Getting started as a freelance translator
Thread poster: Andre Borges

Andre Borges  Identity Verified
United States
Local time: 09:54
Spanish to English
+ ...
Apr 13, 2016

Dear Forum Members,

Recently I decided to take the plunge as a FT Freelance translator. Formerly, I worked as an in-house translator twice in Chile, first in an Im/Ex company and later as an on-site interpreter and translator in a factory, just last year. I've always had good experiences doing translations, freelance or otherwise, in Chile/Argentina, but in the United States I've always found it extremely difficult. My language pairs are ESP to ENG, CHIN to ENG, and ENG/CHIN to ESP when my arm is twisted to do it. Currently I am only advertising translations into English.

After reading a book about translating in the US market, I started to send out resumes to agencies and quoting rates. I've quoted $0.06 to $0.05, done some tests, and passed the tests, but I've still not been paid for anything. I need to pay my bills. What am I doing wrong? I've sent out about 200 resumes so far. I know I need to increase that to at least 600. When can I expect that these companies that have "hired" me will actually send me work to do, and then pay for it? It seems there is a large translator community that exists here, so it seems it is possible, but I have not quite figured out the trick yet, at all.

Any advice is greatly appreciated. I realize you have no reason to help out.

Thank you,
Andre


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Kelly Neudorfer  Identity Verified
Germany
Local time: 15:54
German to English
Part-time employee while starting out? Apr 13, 2016

I'm sure others will see this differently, and I know that I have a very high need for job and income security. My advice is therefore coming from that perspective.

Have you thought about getting a part-time job as an in-house translator while you try to build up your freelance business? Starting out FT as a freelancer "cold turkey" has got to be hard. It sounds like you didn't have any kind of client base already built up? If you can find a part-time job that pays at least a good chunk of the bills, then you can use the rest of your time to start building your client base.

Do you have any expertise in a certain area? Technical? Legal? Medical? If so, and if you can document that experience, then I'd say you should contact specialized agencies, not just huge general ones. Having sent out 200 applications I guess it's entirely possible you've already covered that route, but I wanted to throw it out there.

Also, is there a reason you're contacting agencies? Have you thought about contacting direct clients? Everyone has their own preferences, but I find a mix of a couple of solid agencies in my area of expertise plus several direct clients is perfect for me.

I do German to English, so I have no idea about your markets, but you could look into joining professional associations and getting into contact with your language divisions (here I'm thinking specifically of the ATA, but there may be others of interest to you).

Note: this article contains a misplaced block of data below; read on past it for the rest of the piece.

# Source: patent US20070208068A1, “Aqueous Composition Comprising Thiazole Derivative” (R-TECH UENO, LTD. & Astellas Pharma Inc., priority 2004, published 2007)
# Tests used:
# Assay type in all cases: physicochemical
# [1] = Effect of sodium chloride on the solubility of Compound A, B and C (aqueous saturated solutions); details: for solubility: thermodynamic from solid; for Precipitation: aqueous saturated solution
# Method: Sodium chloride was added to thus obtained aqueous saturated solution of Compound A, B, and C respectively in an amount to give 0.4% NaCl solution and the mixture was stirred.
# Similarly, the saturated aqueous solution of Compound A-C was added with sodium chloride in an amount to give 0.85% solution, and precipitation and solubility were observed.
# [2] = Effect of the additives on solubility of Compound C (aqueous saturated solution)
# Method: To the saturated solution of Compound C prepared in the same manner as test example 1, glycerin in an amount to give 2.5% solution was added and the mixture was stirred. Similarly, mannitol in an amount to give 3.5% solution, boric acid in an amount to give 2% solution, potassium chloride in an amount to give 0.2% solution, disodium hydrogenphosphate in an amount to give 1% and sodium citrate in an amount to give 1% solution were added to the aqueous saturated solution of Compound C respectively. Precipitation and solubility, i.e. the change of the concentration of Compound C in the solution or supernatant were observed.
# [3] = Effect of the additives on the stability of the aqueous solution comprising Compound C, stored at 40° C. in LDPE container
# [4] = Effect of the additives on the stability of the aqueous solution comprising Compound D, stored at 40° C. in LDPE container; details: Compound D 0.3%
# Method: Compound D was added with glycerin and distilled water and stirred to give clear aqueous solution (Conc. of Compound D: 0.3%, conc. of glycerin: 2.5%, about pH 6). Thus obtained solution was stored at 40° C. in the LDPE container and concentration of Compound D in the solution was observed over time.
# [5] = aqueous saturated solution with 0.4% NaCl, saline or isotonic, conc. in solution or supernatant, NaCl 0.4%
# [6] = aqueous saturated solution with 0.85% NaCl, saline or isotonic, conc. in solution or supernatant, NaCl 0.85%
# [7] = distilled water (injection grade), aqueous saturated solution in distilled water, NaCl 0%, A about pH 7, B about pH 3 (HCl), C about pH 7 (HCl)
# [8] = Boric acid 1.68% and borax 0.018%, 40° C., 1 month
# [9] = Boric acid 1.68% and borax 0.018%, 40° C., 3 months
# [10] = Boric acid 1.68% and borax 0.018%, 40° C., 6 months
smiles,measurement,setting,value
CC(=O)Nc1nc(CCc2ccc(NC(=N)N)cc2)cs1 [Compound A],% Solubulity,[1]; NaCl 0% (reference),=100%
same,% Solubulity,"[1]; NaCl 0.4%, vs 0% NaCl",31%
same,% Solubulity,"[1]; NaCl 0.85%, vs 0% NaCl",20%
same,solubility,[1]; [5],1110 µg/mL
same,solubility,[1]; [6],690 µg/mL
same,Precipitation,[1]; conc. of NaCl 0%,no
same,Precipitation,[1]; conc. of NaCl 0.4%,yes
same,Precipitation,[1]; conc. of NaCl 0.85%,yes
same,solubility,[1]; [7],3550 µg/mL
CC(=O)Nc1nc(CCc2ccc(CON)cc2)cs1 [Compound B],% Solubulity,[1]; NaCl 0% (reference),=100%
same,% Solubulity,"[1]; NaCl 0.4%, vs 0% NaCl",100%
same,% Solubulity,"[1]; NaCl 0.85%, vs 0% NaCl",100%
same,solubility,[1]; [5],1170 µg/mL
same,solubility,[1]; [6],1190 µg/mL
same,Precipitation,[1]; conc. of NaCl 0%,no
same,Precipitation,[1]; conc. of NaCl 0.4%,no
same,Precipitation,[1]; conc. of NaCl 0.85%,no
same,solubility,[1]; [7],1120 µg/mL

Just some ideas - you've probably thought about a lot of this yourself.


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Andre Borges  Identity Verified
United States
Local time: 09:54
Spanish to English
+ ...
TOPIC STARTER
Thank you for your reply. Apr 13, 2016

Hi Kelly,

"Have you thought about getting a part-time job as an in-house translator while you try to build up your freelance business?"

I could try, however the prospects for this are dim in NY compared to Chile from my experience.

"Do you have any expertise in a certain area? Technical? Legal? Medical?"

I translated manufacturing, part production, welding and engineering materials in my last job. Generally I tend to translate technical and scientific documents. This is partially because in my first job in IM/EX I did all the schematics and safety documentation, which was often engineering or chemistry, basically. I also did all the buying/selling formalities, which consisted of contracts and the like.

If I may ask you a question, when do you generally, or did you, start to actually get work from people that "hired" you?

Thanks!
Andre


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Kjetil Holm  Identity Verified
Norway
Local time: 15:54
German to Norwegian
+ ...
Hi Apr 13, 2016

Hello,

first of all, do you only send requests to US translation agencies? I think you should try any international translation agency (if you don´t have a particular reason not to). Also, you normally don´t get paid for test translations. If you are accepted, they will put you in their database and often send a contract of some sort. Then you just have to wait. I´m not sure for how long you have been sending out CV´s, but the only thing you can really do is be patient and never give up. When you are starting out, it takes a little time to establish cooperation partners. That being said, I´m surprised that you haven´t gotten more response considering your background. Best advice: Keep trying.


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Dani Karuniawan  Identity Verified
Indonesia
Local time: 21:54
English to Indonesian
+ ...
Suggestion for new freelance translators Apr 14, 2016

  1. A freelancer is a service seller. Thus....
  2. A freelancer offers a service instead of applying for a job. Try to acquire a buyer instead of being hired.
  3. A freelancer sells his service to his client. Hence....
  4. A freelance translator - client relationship is a seller-buyer relationship instead of an employee-employer relationship. This means....
  5. Their relationship is horizontal instead of vertical.
  6. Try to acquire buyers from your town or city as the first step before expanding to wider market
  7. A freelancer is not a slave. He or she deserves plausible payment for any translation works he or she completes.
  8. Only provide free test translation 50-100 words. More than 100 words should be paid. Why? Because a translator is not a slave.
  9. Create a blog and put your translation samples there (100-200 words per samples) if you don't want to be a slave in the translation industry. I do this on my blog https://danitranslatorpenerjemah.wordpress.com
  10. Never sign anything unless you see with your eyes the source document at your hand.
  11. Create your own workflow, procedure and policy as short as possible so as to avoid from getting played around by parties with malevolent intention.
  12. Try to reach end user as your primary target. Don't be dependent on third parties.
  13. Build your own terminology database. It is your competitive advantage. Never share to all websites because they will use it or sell it and they never share the money they get from it with you. You are not a slave, right?
  14. Watch your steps! Many fake, dark and grey translation agencies, cheaters and TMs thieves wandering around and ready to prey you. The grey ones are more dangerous because they prey freelance translators in subtle ways you difficultly notice. Beware subtle slavery in the translation industry.